When scientists looked at the different congeners (the different kinds of PBDEs) in Short-tailed Shearwaters, they noticed that some were common between the birds and prey, which makes sense. But a new and troubling discovery was that some congeners in the birds were completely absent from the fish and squid they ate, and could have only come from one source, where it was quite common: plastics.
Closer to home
So what do we know about seabirds and plastic in Britain? Surprisingly little. When we reviewed the state of knowledge around plastics and seabirds across the eastern North Atlantic, we found that we knew less than we thought, and much of our information was outdated or likely not representative.
Of the 79 seabirds and seaducks that occur regularly in Britain, there are no data on plastic ingestion, entanglement or nest incorporation for 48 of them (a whopping 61 per cent). Nine others have single reports from one site in one year, and only nine have information from multiple sites in multiple years. But even this is overly optimistic, as in many cases the sampling is 20 or 30 years old and plastic production has been increasing exponentially since the 1950s – can these data still be reliable in the face of such increasing pressures?
At the Northern Gannet breeding colony on Grassholm Island, Pembrokeshire, volunteers head out every summer to release birds tangled in discarded rope and netting (Drew Buckley).
Some species, such as Manx Shearwater, are iconic British seabirds, and yet the data we have is from 1983-1985, and consists of just over 10 individuals. What’s more, the data reported is often missing some key information, including the sample size or how many individuals contained plastic, and 95 per cent of studies don’t report data on plastic mass, which is arguably more important than presence or absence or the number of pieces – a small bit of film plastic has a different impact than a whole bottle cap, for example.
An international issue
Tackling such a pervasive problem as plastic pollution isn’t easy. The very properties that fuelled the rise in plastic use – its malleability, durability and light weight relative to other materials – are exactly the traits that make it difficult to manage. Because most plastics float, once they get into the ocean they can circle the globe. In 1992, a dozen containers were washed off a cargo ship in the North Pacific. Inside were tens of thousands of rubber ducks and other plastic bath toys. Over the next two decades, they washed up on beaches around the world, reaching Britain in 2003.
For the last 20 years, pieces of Lego have been washing up on the beaches of Cornwall and Devon from a container that went overboard in 1997. On Henderson Island, the most polluted uninhabited remote island in the world and part of the Pitcairn Islands in the South Pacific Ocean, we found identifiable plastic on the beach from as far away as Spain and Scotland.
With 80 per cent of marine plastic debris coming from land-based sources, mainly gaps in waste management systems, addressing it requires a global effort not unlike climate change. International environmental policy moves slowly, but compared to climate change, plastic pollution is at least 30 years behind – there is only acknowledgement that the problem exists. And we all know how much more work there is to do around climate change and the international community. There are no concrete strategies or targets (voluntary or binding), only vague commitments and a problem that shows no signs of slowing down.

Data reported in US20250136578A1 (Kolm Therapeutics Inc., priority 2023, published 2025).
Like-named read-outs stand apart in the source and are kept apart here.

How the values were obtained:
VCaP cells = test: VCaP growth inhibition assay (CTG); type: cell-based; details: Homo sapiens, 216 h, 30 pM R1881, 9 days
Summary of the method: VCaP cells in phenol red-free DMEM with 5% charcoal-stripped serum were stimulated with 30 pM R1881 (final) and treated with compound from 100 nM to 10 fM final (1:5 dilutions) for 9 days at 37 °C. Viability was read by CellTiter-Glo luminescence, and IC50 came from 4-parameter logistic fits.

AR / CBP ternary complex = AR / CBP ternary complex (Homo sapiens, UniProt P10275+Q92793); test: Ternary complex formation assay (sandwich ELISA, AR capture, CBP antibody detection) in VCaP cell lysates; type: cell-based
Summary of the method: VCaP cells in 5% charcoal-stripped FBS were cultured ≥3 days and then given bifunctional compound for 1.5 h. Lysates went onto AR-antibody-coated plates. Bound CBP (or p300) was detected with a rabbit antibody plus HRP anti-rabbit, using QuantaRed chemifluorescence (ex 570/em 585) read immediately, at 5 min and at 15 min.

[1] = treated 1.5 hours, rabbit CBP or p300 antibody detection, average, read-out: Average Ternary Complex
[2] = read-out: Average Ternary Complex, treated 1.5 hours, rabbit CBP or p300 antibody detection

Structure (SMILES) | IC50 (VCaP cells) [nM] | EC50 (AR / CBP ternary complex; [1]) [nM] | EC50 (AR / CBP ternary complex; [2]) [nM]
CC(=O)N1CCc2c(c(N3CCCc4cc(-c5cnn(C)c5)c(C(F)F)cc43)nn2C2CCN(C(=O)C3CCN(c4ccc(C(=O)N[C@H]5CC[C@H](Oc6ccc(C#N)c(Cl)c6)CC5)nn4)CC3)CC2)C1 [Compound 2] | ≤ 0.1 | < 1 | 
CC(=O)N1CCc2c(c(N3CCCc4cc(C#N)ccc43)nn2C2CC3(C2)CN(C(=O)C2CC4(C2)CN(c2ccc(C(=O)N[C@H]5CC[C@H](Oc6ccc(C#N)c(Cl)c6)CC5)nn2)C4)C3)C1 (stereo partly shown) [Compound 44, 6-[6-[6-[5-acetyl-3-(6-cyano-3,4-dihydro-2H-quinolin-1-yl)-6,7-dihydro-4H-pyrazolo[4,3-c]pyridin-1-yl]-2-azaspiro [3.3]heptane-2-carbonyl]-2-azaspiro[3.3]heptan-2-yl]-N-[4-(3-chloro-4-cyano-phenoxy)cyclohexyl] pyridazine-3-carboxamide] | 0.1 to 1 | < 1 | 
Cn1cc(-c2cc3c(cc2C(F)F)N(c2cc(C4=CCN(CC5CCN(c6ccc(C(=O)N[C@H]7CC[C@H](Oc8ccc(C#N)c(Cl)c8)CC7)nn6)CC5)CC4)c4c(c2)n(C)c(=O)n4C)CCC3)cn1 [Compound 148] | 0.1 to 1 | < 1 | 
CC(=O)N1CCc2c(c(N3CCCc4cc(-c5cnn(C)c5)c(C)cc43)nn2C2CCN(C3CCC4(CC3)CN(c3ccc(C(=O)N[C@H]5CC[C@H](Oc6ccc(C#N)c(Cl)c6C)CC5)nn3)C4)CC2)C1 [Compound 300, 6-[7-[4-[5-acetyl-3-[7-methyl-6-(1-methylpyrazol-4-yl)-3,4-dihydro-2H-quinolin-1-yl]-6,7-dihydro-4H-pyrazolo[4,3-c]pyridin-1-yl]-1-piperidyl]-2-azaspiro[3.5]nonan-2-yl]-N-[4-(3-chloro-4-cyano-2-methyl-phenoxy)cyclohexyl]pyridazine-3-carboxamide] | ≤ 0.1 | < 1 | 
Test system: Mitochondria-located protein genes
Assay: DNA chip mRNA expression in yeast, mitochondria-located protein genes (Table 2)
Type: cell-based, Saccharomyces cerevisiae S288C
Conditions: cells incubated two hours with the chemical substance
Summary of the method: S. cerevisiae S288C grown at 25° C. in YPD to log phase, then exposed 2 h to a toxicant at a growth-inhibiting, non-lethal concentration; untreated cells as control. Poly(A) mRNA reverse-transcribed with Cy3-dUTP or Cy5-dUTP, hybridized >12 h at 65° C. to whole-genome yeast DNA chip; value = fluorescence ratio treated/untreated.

Some Flesh-footed Shearwaters can be saved by flushing their stomachs so they regurgitate the plastic (Alex Bond).
Ultimately, change will come from two directions – from individuals making differences in their own lives, pushing companies and governments to do more, and from the international community coming together to tackle this global problem.
On a personal level, there are some simple low-cost ways we can reduce our plastic consumption. First, we can bring our own reusable items, like canvas bags for produce rather than plastic bags at the supermarket, and using refillable water bottles rather than buying a single-use plastic one. Second, we can look for plastic-free alternatives such as soap bars rather than bottled shower gel, or use bamboo toothbrushes rather than plastic ones. And third, when plastic isn’t avoidable, make sure it gets recycled properly. Only about 10 per cent of plastics in Britain get recycled (it’s a similar figure in the US, Canada and Australia). Find out what your local waste management provider accepts, and see if there are other avenues such as community drop-offs or services through your workplace for anything that isn’t accepted.
We can also push companies to reduce the amount of plastic in their packaging through direct lobbying and the choices we make by opting for plastic-free or reduced plastic products. One voice may not be heard, but many together will be harder to ignore.
This is an international issue, so we also need to push governments and regulators to demand reductions in plastic, and to implement national policies aimed at reducing the amount of plastic pollution that enters our seas. The next time someone running for election comes to your door, ask how they plan to tackle this issue. It’s only through international co-operation that we can truly make a dent in marine plastic waste.
There have been great strides in the last few years, including a ban on microbeads in cosmetic products in Britain, and discussions around container deposit legislation. Public awareness of the issue has never been greater thanks to TV shows such as Blue Planet 2 and Drowning in Plastic that aired in 2018. The time is right for making some serious headway. We still have much work to do. The shearwaters of Lord Howe Island depend on it.
What are you doing to reduce your plastic use? Share your best tips by emailing us at firstname.lastname@example.org, or on Twitter using the hashtag #GoPlasticFree and don’t forget to tag @BirdwatchExtra.